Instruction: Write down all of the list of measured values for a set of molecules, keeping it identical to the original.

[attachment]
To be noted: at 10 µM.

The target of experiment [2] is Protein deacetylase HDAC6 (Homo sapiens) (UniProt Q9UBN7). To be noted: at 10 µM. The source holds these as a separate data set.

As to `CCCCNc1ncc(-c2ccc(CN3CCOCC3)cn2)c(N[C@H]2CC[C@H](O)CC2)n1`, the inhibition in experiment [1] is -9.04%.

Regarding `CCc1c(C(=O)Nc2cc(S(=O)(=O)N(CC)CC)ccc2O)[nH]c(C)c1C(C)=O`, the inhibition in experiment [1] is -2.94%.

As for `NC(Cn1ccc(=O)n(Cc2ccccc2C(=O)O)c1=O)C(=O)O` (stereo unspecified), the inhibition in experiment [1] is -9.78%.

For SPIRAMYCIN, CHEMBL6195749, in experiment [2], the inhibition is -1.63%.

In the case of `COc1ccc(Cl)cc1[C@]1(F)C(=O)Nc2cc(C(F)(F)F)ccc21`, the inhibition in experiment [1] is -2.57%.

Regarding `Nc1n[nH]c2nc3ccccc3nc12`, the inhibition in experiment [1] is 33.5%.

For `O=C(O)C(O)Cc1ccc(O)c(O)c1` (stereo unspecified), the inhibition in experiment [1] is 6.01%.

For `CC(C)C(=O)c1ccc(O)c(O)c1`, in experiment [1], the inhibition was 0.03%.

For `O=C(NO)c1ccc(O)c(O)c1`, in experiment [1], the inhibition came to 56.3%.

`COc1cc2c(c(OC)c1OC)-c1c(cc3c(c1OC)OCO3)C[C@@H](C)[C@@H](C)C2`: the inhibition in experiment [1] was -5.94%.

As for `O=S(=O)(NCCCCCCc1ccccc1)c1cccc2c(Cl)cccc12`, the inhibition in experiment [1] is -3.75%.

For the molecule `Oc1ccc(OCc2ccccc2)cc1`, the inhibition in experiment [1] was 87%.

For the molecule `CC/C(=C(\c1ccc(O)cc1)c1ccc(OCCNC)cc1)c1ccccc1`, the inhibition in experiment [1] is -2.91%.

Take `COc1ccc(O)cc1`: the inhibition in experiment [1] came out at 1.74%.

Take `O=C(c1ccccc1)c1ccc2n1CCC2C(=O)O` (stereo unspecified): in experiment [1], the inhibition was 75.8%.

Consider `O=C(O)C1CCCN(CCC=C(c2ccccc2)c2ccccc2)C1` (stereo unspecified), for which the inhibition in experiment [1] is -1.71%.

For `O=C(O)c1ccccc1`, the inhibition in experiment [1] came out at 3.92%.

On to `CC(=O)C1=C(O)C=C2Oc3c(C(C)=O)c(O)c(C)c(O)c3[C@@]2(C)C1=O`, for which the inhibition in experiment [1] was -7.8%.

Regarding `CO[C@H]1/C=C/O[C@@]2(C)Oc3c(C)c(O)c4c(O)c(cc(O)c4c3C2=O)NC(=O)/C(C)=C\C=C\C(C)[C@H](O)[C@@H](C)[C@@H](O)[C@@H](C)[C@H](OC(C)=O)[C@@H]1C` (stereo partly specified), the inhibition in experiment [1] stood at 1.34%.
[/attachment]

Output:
To be noted: at 10 µM.

The target of experiment [2] is Protein deacetylase HDAC6 (Homo sapiens) (UniProt Q9UBN7). To be noted: at 10 µM. The source holds these as a separate data set.

As to `CCCCNc1ncc(-c2ccc(CN3CCOCC3)cn2)c(N[C@H]2CC[C@H](O)CC2)n1`, the inhibition in experiment [1] is -9.04%.

Regarding `CCc1c(C(=O)Nc2cc(S(=O)(=O)N(CC)CC)ccc2O)[nH]c(C)c1C(C)=O`, the inhibition in experiment [1] is -2.94%.

As for `NC(Cn1ccc(=O)n(Cc2ccccc2C(=O)O)c1=O)C(=O)O` (stereo unspecified), the inhibition in experiment [1] is -9.78%.

For SPIRAMYCIN, CHEMBL6195749, in experiment [2], the inhibition is -1.63%.

In the case of `COc1ccc(Cl)cc1[C@]1(F)C(=O)Nc2cc(C(F)(F)F)ccc21`, the inhibition in experiment [1] is -2.57%.

Regarding `Nc1n[nH]c2nc3ccccc3nc12`, the inhibition in experiment [1] is 33.5%.

For `O=C(O)C(O)Cc1ccc(O)c(O)c1` (stereo unspecified), the inhibition in experiment [1] is 6.01%.

For `CC(C)C(=O)c1ccc(O)c(O)c1`, in experiment [1], the inhibition was 0.03%.

For `O=C(NO)c1ccc(O)c(O)c1`, in experiment [1], the inhibition came to 56.3%.

`COc1cc2c(c(OC)c1OC)-c1c(cc3c(c1OC)OCO3)C[C@@H](C)[C@@H](C)C2`: the inhibition in experiment [1] was -5.94%.

As for `O=S(=O)(NCCCCCCc1ccccc1)c1cccc2c(Cl)cccc12`, the inhibition in experiment [1] is -3.75%.

For the molecule `Oc1ccc(OCc2ccccc2)cc1`, the inhibition in experiment [1] was 87%.

For the molecule `CC/C(=C(\c1ccc(O)cc1)c1ccc(OCCNC)cc1)c1ccccc1`, the inhibition in experiment [1] is -2.91%.

Take `COc1ccc(O)cc1`: the inhibition in experiment [1] came out at 1.74%.

Take `O=C(c1ccccc1)c1ccc2n1CCC2C(=O)O` (stereo unspecified): in experiment [1], the inhibition was 75.8%.

Consider `O=C(O)C1CCCN(CCC=C(c2ccccc2)c2ccccc2)C1` (stereo unspecified), for which the inhibition in experiment [1] is -1.71%.

For `O=C(O)c1ccccc1`, the inhibition in experiment [1] came out at 3.92%.

On to `CC(=O)C1=C(O)C=C2Oc3c(C(C)=O)c(O)c(C)c(O)c3[C@@]2(C)C1=O`, for which the inhibition in experiment [1] was -7.8%.

Regarding `CO[C@H]1/C=C/O[C@@]2(C)Oc3c(C)c(O)c4c(O)c(cc(O)c4c3C2=O)NC(=O)/C(C)=C\C=C\C(C)[C@H](O)[C@@H](C)[C@@H](O)[C@@H](C)[C@H](OC(C)=O)[C@@H]1C` (stereo partly specified), the inhibition in experiment [1] stood at 1.34%.